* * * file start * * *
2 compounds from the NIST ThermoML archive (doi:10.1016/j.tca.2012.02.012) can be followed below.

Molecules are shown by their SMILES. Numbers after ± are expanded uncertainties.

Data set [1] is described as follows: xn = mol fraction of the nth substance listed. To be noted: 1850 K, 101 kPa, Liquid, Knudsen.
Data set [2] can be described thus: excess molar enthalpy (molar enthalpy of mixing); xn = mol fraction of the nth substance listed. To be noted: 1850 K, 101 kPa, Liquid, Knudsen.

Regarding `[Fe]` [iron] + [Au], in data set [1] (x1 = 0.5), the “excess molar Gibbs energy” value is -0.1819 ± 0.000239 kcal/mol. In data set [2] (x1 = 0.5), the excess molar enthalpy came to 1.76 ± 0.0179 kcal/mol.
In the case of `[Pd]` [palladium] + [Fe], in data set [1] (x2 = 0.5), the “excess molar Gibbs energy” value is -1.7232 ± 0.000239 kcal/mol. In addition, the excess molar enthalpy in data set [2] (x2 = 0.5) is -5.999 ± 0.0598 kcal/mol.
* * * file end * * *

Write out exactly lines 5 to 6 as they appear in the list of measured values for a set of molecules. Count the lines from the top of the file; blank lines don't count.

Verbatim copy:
Regarding `[Fe]` [iron] + [Au], in data set [1] (x1 = 0.5), the “excess molar Gibbs energy” value is -0.1819 ± 0.000239 kcal/mol. In data set [2] (x1 = 0.5), the excess molar enthalpy came to 1.76 ± 0.0179 kcal/mol.
In the case of `[Pd]` [palladium] + [Fe], in data set [1] (x2 = 0.5), the “excess molar Gibbs energy” value is -1.7232 ± 0.000239 kcal/mol. In addition, the excess molar enthalpy in data set [2] (x2 = 0.5) is -5.999 ± 0.0598 kcal/mol.